The existence of a vaccine to immunise against the virus is a far way off-research and trials and production involving the reading of the footprint or the genomic signature which involves ‘breaking into’it’s capsid- information on this topic varies from day to day.

Before any of that, the possibility of a control drug such as Chloroquine or Remdesivir (ref 1) and proof of their effectiveness by way of successful trials is running in trial with vaccine development as this goes to press.

The simple message from the world health organisation (WHO) Director General in the early days was ‘test, test, test! A definite instruction to the world as to how to start the overcoming of this virus, in itself a stand alone global health crisis of unknown proportions.

Could the UK, as discussed previously, given it’s shortfalls and funding issues rise to the challenge to carry this out as seen in South Korea - on the face of it a small country with the most expansive and well organised testing programme in the world?

They had previous experience of virus infections, and were prepared for the worst, and they tested everything on two legs that lived! We saw the cases of Covid 19 melt away as a result.

Linked to this was their experience from the encounters in 2015 with MERS or Middle East Respiratory Syndrome, and this is when the well oiled machinery we know of today played it’s part.

However, along with this, a belt and braces programme ran in tandem. First of all isolation and personal monitoring together with an innovation that has only been adopted in a certain form in recent days in the UK - namely the South Korean Government obtaining authority to collect data and associated information from positively identified Covid19 cases including use of mobile phones and/or credit cards - tracking technology in other words.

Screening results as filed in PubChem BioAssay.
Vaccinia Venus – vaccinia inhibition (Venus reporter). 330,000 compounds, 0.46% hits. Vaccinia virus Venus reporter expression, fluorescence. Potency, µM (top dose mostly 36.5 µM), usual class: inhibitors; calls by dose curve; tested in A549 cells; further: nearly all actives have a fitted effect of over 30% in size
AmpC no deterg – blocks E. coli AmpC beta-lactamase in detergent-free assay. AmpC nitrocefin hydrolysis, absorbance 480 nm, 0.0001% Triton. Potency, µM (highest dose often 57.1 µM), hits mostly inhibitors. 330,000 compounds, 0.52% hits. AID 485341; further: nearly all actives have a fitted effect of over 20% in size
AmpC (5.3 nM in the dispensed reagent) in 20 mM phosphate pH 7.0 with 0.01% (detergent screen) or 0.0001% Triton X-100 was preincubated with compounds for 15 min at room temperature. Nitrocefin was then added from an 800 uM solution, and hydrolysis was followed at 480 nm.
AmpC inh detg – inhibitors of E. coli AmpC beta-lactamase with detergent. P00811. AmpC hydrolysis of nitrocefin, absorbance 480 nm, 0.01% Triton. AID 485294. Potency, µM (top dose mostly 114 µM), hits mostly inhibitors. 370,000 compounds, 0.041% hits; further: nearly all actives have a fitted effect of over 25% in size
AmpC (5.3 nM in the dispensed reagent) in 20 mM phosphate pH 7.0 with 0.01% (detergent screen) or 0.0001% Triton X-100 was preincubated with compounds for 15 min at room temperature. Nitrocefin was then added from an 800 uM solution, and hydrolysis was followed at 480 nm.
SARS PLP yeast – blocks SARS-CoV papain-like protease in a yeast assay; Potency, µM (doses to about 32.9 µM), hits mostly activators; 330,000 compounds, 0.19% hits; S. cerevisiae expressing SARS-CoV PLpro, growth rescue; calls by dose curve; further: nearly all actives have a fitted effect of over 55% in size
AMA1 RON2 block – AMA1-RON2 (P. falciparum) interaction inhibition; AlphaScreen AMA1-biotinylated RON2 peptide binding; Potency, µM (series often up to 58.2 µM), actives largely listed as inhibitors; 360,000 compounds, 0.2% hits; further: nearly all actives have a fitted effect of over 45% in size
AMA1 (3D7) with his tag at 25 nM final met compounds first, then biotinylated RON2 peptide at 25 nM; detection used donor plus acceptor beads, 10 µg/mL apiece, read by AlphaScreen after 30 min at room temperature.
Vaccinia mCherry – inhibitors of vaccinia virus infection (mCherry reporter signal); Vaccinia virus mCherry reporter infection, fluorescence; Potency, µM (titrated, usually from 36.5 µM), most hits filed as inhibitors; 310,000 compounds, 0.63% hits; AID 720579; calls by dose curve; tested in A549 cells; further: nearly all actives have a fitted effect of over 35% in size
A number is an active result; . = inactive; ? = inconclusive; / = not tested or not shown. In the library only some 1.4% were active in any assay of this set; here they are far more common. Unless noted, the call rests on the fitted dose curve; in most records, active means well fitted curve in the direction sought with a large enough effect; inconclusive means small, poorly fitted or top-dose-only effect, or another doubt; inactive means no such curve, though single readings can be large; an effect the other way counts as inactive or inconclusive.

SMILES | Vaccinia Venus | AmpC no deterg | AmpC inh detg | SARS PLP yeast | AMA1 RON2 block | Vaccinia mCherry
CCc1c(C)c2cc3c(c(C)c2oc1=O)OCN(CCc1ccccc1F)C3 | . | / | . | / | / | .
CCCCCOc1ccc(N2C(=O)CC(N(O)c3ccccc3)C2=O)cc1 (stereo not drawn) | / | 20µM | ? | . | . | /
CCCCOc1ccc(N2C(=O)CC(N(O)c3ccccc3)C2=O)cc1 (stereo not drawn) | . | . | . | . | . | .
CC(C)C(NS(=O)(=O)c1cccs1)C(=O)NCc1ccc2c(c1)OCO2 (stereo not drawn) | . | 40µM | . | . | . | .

Obviously, it is not for me to pass judgment or to accept or propose that this is the catch all or remedy to this problem, and along side this is the issue of privacy and technological problems. We all decide for ourselves on this one I think.

Concentrating on the types of tests and in fact what are they

In the absence of anything else we have two tests-

1 The swab test whereby nasal and throat swabs/samples are used to identify the genome or characteristic footprint of the virus.

2 Covid 19 infection test. As a rule there are two ways of doing it: A direct test looking for antibodies in blood which reveals whether a person has been infected with the virus. This test helps to distinguish Covid 19 from colds and other infections, and give different answers in revealing the actual presence of Sars Cov-2 virus itself and the other to establish if a person has been in contact with the virus.

Pic: Science Museum Group - click to go to website articleAs we saw in part one, viruses use DNA or RNA to store genetic codes i.e. the instructions in gene form once the body is infected. Then human cells can make huge numbers of the virus.

The genetic material for Sars Cov-2 is in RNA form, but for the test it has to be converted to DNA by means of a PCR or Polymerase Chain reaction (ref2). It shows that the virus is present in a similar way to reading figures off a chart - and of course further research is underway regarding testing as we go to press.

However, it must be realised that these tests are not faultless and total accuracy cannot be guaranteed. An infected person may not be shedding the virus into the nose or throat at very early or late stages of infection ( needle in a haystack you may think?).

For a slightly more descriptive text of the testing process and opinion then access www.sciencemuseumgroup.org.uk - Roger Highfield - Testing for Coronavirus.

Text references:

1. Remdesivir and Chloroquine comparisons - a detailed report containing technical and biomedical data. Of the two well publicised drugs in development and trial, and at least one of them to be proposed as the drug of choice in treating the virus- it is a treatment drug and not a vaccine. www.cell-research.com

2. PCR or Polymerase chain reaction is a method used to rapidly reproduce copies of a specific DNA sample whereby a small sample of the DNA is then amplified using chemical processesto an amount that can be read.

So in conclusion- one thing is for certain, testing was and is all important, but ask yourself few question among the many that will be asked when this fiasco is all over-

Did we delay on all fronts for too long- with the lockdown and the vital testing ?
Why was the testing schedule discontinued in favour of the ‘herd immunity’ idea?

If there are recriminations, or if blame is to be attached, then after the virus has at least been removed as an immediate threat should be the time - until then.......

See also Part One: An Overview Of The Sars Cov 2 Crisis - Or Where Are We Up To So Far?